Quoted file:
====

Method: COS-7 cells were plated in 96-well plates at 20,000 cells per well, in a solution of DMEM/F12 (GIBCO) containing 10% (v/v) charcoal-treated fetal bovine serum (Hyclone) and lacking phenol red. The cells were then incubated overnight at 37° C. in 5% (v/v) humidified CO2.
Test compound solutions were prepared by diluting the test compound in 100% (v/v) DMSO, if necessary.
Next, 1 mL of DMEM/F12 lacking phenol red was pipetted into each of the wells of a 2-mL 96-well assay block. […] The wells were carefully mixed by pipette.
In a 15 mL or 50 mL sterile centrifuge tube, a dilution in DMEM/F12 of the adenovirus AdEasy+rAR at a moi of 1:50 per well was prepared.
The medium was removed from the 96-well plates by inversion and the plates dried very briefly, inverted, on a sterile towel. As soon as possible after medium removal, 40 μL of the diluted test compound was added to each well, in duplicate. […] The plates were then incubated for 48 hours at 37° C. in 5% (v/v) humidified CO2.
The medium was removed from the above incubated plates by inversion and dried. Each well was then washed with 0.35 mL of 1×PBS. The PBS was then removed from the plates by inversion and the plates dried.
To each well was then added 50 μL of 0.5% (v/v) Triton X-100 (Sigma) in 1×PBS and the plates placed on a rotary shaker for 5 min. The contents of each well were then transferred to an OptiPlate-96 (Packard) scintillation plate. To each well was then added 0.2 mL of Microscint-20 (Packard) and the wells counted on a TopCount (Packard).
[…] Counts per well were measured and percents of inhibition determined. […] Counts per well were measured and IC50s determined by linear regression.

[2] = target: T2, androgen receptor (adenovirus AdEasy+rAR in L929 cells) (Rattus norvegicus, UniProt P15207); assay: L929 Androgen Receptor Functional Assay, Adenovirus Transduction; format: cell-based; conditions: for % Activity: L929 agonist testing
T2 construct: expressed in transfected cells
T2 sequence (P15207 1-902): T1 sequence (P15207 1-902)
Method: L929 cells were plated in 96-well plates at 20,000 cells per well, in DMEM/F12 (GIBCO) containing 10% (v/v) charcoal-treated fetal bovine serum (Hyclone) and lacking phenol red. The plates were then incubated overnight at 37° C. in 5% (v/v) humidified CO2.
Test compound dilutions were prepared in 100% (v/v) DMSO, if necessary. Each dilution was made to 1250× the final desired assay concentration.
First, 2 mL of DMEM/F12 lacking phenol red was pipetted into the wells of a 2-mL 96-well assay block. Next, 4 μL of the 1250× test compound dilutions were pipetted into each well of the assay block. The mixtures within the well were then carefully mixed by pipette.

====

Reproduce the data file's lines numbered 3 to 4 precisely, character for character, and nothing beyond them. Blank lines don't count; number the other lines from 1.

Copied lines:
Next, 1 mL of DMEM/F12 lacking phenol red was pipetted into each of the wells of a 2-mL 96-well assay block. […] The wells were carefully mixed by pipette.
In a 15 mL or 50 mL sterile centrifuge tube, a dilution in DMEM/F12 of the adenovirus AdEasy+rAR at a moi of 1:50 per well was prepared.